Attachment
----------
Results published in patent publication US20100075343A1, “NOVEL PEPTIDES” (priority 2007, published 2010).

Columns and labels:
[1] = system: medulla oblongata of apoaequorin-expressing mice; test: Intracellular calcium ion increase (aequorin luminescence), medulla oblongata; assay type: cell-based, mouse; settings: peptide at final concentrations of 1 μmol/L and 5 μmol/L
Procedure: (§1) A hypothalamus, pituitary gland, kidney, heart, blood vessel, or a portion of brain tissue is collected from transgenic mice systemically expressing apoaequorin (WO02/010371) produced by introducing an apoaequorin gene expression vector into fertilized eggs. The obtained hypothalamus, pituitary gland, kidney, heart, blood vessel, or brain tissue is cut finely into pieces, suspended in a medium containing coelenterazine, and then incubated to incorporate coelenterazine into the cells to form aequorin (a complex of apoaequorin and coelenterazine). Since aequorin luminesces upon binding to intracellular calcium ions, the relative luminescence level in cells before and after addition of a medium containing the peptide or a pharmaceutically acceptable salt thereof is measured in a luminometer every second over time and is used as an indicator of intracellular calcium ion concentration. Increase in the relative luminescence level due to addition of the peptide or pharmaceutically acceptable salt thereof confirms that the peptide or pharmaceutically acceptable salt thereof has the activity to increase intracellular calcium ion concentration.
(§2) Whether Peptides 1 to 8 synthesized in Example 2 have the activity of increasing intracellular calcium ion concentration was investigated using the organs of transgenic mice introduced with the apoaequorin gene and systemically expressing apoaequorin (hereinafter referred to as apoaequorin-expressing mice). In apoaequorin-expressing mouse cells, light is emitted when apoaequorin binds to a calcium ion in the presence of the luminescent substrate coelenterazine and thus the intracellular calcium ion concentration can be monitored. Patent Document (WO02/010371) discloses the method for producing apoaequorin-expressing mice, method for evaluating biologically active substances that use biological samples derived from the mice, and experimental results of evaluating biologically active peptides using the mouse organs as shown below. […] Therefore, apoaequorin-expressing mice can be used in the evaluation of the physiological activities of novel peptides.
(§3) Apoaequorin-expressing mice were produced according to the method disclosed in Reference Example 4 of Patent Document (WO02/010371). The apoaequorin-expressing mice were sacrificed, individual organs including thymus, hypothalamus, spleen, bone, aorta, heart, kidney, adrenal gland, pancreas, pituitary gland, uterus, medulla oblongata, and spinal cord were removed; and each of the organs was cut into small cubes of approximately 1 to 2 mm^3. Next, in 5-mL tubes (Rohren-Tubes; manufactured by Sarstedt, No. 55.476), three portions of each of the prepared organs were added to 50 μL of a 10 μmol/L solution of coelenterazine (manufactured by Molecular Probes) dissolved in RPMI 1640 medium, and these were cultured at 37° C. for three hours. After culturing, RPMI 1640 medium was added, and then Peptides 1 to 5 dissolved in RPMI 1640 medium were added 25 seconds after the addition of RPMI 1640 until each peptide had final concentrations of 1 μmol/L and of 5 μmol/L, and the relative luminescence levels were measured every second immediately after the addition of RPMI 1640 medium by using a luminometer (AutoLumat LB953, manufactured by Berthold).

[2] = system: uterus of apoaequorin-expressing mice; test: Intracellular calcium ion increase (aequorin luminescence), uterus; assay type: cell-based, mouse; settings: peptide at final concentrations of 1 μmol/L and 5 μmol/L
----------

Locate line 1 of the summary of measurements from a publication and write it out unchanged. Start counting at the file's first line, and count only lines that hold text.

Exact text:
Results published in patent publication US20100075343A1, “NOVEL PEPTIDES” (priority 2007, published 2010).